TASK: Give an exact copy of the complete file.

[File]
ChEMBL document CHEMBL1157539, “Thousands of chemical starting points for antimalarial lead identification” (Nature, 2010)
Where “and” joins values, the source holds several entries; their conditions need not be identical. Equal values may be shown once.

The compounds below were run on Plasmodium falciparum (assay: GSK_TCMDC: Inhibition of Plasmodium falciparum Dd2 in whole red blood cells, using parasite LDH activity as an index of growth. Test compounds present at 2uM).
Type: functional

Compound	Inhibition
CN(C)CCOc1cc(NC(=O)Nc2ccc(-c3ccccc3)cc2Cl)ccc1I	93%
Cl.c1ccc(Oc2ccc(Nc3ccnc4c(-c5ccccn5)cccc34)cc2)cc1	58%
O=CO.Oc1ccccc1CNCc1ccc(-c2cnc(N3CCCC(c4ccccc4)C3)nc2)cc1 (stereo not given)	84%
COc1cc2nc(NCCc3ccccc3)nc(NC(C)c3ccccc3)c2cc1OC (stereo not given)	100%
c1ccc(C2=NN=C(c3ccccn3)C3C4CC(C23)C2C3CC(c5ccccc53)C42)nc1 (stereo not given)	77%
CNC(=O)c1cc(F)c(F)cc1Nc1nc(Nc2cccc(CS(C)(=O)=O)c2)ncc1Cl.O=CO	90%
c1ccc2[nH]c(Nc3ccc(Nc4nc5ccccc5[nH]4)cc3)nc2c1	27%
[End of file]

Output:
ChEMBL document CHEMBL1157539, “Thousands of chemical starting points for antimalarial lead identification” (Nature, 2010)
Where “and” joins values, the source holds several entries; their conditions need not be identical. Equal values may be shown once.

The compounds below were run on Plasmodium falciparum (assay: GSK_TCMDC: Inhibition of Plasmodium falciparum Dd2 in whole red blood cells, using parasite LDH activity as an index of growth. Test compounds present at 2uM).
Type: functional

Compound	Inhibition
CN(C)CCOc1cc(NC(=O)Nc2ccc(-c3ccccc3)cc2Cl)ccc1I	93%
Cl.c1ccc(Oc2ccc(Nc3ccnc4c(-c5ccccn5)cccc34)cc2)cc1	58%
O=CO.Oc1ccccc1CNCc1ccc(-c2cnc(N3CCCC(c4ccccc4)C3)nc2)cc1 (stereo not given)	84%
COc1cc2nc(NCCc3ccccc3)nc(NC(C)c3ccccc3)c2cc1OC (stereo not given)	100%
c1ccc(C2=NN=C(c3ccccn3)C3C4CC(C23)C2C3CC(c5ccccc53)C42)nc1 (stereo not given)	77%
CNC(=O)c1cc(F)c(F)cc1Nc1nc(Nc2cccc(CS(C)(=O)=O)c2)ncc1Cl.O=CO	90%
c1ccc2[nH]c(Nc3ccc(Nc4nc5ccccc5[nH]4)cc3)nc2c1	27%